47 The Dungeon

Ximene Trencavel – 23rd September 1355

‘Well where shoud we start?’

John glanced at the three-dimensional map. ‘Here right at the center of the pentacle. Le Pic. According to this map, we should be able to see all the five points of the pentacle from le Pic. We can get to it fairly easily through the far end of our training ground. In fact, we may well have climbed some parts of the ridge leading towards it, whilst we have been exercising.

In practice, it turned out to be not quite as easy as John depicted it. It was easy enough to find; as it rose vertically from the plain surrounding it and with a limestone ridge pointing the way.

Initially, however, they rode to the base of the Pic and were faced with an impossible climb. They then retraced their steps along the base of the ridge, back towards Maserou, searching for an easier climb.

They had traveled three miles before they found a track leading upwards across the face of the ridge, back towards le Pic.

They found a clump of trees, dismounted and tethered the horses, in the shade and hidden from view.

They then climbed for nearly an hour. It was not an easy climb. They occasionally were faced with a dead-end and a vertical drop. each time this happened they had to retrace their steps and find an alternative route.

However, they eventually fond their way to the crest of the ridge. but were then faced with the need to walk along the crest of the ridge with every increasing drop on either side.

What had been a gentle breeze on the plain below now became a whistling wind threatening to blow them from their precarious position.

When they finally reached the end of the ridge there was only room for the two of them, bracing themselves against each other to resist the force of the wind.

John glanced over his shoulder at the drop. ‘We should sit dowm. We are in danger of being blown off, but I dont want to leave until we have established the direction of Blanchfort and Bezu, the two points which will guide us to the target points.

John looked carefully around shifting his gaze incrementally, searching to identify the direction of the two targets. ‘Well it was well worth the climb’  He waved his hand towards the surrounding mountains. ‘ A vast and impressive panorama of row upon row of mountains but as for identifying which is Blanchfortfort and Bezu?… Ximene you have looked at the model what do you think?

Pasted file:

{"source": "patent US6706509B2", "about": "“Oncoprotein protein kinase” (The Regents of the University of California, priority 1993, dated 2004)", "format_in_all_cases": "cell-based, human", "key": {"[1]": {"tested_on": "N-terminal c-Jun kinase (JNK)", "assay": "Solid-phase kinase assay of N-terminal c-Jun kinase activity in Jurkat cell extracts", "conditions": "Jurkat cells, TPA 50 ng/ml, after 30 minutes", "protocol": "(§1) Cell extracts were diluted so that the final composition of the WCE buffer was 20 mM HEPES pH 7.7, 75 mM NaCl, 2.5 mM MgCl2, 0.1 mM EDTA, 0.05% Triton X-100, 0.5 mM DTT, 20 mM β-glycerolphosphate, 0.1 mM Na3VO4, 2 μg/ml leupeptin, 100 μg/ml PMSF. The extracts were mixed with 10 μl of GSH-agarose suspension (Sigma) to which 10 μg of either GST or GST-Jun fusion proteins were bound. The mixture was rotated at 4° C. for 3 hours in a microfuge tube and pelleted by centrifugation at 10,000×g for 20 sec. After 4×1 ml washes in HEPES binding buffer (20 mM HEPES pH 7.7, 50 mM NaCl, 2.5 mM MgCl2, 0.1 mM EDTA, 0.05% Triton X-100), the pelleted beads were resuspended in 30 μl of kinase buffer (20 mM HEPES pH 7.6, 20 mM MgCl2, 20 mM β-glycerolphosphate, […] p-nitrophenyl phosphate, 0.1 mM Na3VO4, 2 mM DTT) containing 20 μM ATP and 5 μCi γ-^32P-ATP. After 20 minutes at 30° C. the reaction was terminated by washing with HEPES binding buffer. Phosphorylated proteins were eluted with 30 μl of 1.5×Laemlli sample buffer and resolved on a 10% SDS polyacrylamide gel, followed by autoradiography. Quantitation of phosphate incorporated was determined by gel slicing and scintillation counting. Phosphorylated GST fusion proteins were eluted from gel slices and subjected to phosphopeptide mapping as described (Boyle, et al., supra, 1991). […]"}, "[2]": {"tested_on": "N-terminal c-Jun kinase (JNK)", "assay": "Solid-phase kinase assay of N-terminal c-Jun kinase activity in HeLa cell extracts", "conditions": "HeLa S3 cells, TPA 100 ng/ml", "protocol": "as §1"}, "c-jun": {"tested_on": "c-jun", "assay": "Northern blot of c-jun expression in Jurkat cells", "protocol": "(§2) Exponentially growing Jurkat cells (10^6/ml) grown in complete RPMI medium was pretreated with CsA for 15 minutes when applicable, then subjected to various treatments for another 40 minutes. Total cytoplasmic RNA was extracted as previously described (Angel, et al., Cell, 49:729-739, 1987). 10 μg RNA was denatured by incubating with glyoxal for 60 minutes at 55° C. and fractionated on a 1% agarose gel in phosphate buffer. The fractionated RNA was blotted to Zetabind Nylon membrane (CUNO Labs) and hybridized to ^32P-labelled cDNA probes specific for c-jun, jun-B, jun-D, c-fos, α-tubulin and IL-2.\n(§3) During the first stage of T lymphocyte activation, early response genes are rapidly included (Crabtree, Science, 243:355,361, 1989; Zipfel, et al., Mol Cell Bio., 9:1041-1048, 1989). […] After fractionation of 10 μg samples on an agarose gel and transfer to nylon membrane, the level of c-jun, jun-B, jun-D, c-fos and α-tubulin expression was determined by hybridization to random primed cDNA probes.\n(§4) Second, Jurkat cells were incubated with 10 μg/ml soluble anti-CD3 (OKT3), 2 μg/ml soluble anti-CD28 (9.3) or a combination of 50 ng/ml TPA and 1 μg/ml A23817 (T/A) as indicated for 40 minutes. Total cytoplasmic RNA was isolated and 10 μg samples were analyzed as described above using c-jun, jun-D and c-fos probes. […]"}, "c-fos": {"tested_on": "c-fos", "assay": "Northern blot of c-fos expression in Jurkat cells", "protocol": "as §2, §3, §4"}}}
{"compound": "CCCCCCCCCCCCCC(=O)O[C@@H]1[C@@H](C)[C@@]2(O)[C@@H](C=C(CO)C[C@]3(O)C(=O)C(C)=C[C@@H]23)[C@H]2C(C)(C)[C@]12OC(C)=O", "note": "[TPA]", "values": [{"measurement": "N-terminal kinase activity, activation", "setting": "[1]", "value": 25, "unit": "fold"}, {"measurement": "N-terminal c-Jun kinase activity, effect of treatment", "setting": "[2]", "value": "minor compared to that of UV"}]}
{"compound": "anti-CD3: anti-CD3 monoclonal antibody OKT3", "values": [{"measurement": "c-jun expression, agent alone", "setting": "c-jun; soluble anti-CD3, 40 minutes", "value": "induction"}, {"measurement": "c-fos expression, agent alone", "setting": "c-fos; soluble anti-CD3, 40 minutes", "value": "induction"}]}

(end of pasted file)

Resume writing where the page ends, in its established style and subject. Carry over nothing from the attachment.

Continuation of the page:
After a couple of minutes, she shook his head. she then pointed to the ridge immediately to the south of Le Pic.  Just working from memory, that is obviously Bezu but where along the ridge is the high point we are looking for?  I have no idea… Blanchfort? It is to the north of Cardhu. and much smaller than Cardhu.’ She pointed to a small high point. Again from memory, I think that must be Blanchfort.  If so then the target must be on that huge bulk of a mountain barely visible on the horizon.  Perhaps the next stage should be to ride to Blanchefort? or perhaps to go to another point? perhaps the point of the triangle at Brenac, but right now, John I want to go back to the Château. I am cold and tired.

As they approached the Château, Ximene broke a long silence. It is not going to be easy , is it John,  perhaps we should just forget about it.

John narrowed his eyes. ‘Not just yet , Ximene, there might be some trick to this, we have not yet discovered.

Ximene smiled. I am just cold, You know bathing in streams is delicious when the weather is good,  but right now I need a warm bath. When we first arrived, when you were still unconscious, Maurice apologised that there were no hot baths. He told us that there were baths down in the cellars but we should not use them as they drew from the same hot water storage as those used by the bishops, who would be aggrieved if they could not bathe. I have never seen them but can we ask again? Can we use them if the bishops have left?’

John optimistically put a request in the blue jar. It took only thirty minutes for Maurice to visit them.

‘I was waiting for this request’ he said. ‘It is getting colder by the day’

In the stables at the beginning of the tunnel, hidden behind bales of a hay was a second tunnel which ended in a large domed room which was close to being a perfect hemisphere.

This room was obviously used as an overflow store from the stable as there were all manner of harnesses saddles and straps hanging on the walls.

The room also containing two large wooden tubs.

On the two sides of the room at right angles to the entrance were two low arches also close to being perfect semi circles. Directly opposite the entrance was a third arch which had however been roughly walled up.

Maurice told them that the water came from a head tank heated by a boiler upstairs. ‘Feel free to use these tubs whenever you like. You can adjust the temperature of the bath by using this second tap which comes from a cold water head tank. When you are finished just pull the plug.’

He then acted as the host. He indicated the walled up arch.

“The chamber at the other side of that wall is identical to this but has direct access from the main house. It serves as the bathing room for the bishops and their guests. All these chambers pre date the Château, in fact the Château was built over them, using them as foundations.”

He pointed to the open arches.